Supporting “Field-Building” Organizations

For the overall welfare of our community, we believe Jewish funders – local, regional, national – should find ways to support national field-building organizations as well as local providers.


More on National-Local Collaboration:
Supporting “Field-Building” Organizations
by Shari L Edelstein, Marcella Kanfer Rolnick and Yossi Prager

Conversations on funder collaboration have gained momentum. At the 2013 Jewish Funders Network (JFN) conference, we discussed the challenges of and opportunities for collaboration between local and national funders. With a desire to maintain the dialogue, JFN coordinated a series of articles on the interactions between local and national funders called “Local and National Funders: The Launch of a Conversation.” In turn, this exchange caught the attention of Grantmakers for Effective Organizations (GEO) and led to a joint JFN/GEO webinar in January 2014: The Promise and Pitfalls of Local and National Funder Collaborations.

Since then, the conversation has continued and diversified. At this year’s JFN international conference in March, national, international and local/regional funder collaborations were on full display through both sessions on projects that resulted from such collaborations – “Connected to Give,” the National Study of American Jewish Giving, and the hot-off-the-press research report about Jewish Outdoor, Food & Environmental Education, to name but two – as well as on the topic of how to collaborate, like the session that dove into five case studies of funders from Israel and the Diaspora who joined together to address diverse challenges in Israel. Recently, “A New Experiment in National-Local Funder Collaboration” reported on efforts between the Jim Joseph Foundation and several local foundations to collaborate on community-based teen initiatives.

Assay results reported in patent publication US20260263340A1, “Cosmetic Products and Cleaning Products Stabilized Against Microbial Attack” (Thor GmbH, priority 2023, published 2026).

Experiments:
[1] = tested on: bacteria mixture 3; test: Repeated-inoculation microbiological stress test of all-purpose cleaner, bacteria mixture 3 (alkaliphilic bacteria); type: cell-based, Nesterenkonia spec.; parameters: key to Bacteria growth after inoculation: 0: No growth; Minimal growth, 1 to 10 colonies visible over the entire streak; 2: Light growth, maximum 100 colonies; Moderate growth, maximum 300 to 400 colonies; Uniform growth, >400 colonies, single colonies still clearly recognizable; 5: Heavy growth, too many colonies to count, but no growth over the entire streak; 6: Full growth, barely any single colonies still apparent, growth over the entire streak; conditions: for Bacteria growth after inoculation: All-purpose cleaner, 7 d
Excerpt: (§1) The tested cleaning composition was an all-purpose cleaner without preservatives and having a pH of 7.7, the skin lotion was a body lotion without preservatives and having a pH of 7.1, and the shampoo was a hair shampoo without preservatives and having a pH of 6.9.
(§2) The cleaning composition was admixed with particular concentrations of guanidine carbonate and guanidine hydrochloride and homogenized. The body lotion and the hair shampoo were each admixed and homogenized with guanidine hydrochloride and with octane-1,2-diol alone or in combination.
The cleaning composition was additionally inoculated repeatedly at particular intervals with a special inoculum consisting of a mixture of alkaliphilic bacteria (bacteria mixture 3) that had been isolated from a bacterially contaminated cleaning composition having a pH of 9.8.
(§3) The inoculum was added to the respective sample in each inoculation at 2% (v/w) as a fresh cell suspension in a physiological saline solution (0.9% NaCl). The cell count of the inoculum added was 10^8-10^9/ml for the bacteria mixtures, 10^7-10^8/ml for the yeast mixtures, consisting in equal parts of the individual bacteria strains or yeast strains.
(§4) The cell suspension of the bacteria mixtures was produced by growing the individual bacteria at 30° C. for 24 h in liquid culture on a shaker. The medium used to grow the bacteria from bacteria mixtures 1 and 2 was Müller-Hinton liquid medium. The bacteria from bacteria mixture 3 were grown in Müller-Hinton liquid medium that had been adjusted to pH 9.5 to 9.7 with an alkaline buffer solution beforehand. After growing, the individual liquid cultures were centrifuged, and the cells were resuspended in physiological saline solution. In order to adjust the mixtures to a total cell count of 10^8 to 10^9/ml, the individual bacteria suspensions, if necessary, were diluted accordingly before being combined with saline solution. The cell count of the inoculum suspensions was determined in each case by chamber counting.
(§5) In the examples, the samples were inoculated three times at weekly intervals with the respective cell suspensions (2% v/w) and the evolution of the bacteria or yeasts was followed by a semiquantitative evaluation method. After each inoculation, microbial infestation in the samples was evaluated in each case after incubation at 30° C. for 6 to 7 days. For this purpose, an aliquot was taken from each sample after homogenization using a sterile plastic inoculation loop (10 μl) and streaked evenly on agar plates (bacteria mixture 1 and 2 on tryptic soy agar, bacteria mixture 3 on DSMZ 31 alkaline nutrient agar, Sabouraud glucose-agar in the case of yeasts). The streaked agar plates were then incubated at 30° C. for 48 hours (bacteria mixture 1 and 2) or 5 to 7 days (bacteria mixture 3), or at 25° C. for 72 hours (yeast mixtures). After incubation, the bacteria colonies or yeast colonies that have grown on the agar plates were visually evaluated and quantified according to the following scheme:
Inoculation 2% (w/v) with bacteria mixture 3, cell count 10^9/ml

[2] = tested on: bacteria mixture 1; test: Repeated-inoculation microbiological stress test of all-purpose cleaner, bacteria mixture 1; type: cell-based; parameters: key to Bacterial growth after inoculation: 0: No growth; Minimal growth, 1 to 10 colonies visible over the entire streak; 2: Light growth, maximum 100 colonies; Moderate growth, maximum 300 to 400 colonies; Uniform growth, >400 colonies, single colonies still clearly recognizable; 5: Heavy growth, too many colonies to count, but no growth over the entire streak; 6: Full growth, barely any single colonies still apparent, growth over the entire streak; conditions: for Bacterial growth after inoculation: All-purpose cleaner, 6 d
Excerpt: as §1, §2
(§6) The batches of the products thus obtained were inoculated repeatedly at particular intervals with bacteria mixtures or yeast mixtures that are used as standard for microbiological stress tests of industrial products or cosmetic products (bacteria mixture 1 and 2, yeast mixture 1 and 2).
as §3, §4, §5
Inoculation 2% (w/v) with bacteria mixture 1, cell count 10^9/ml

Clearly, there is much to talk about as funder collaborations continue to work through challenges in pursuit of shared impact. Meanwhile, one topic that surfaced in the JFN article series and the January webinar is: What role should local and national funders play in supporting centralized organizations whose mission is to network, exercise thought leadership, and provide services to local organizations? One article, “Do We Need National Organizations,” challenged us to consider the value of national frameworks, reflecting on the recent closure of “two organizations that have been part of the landscape of American Jewish life for more than a generation,” rather than drawing a simple conclusion that national organizations inherently cannot sustain themselves.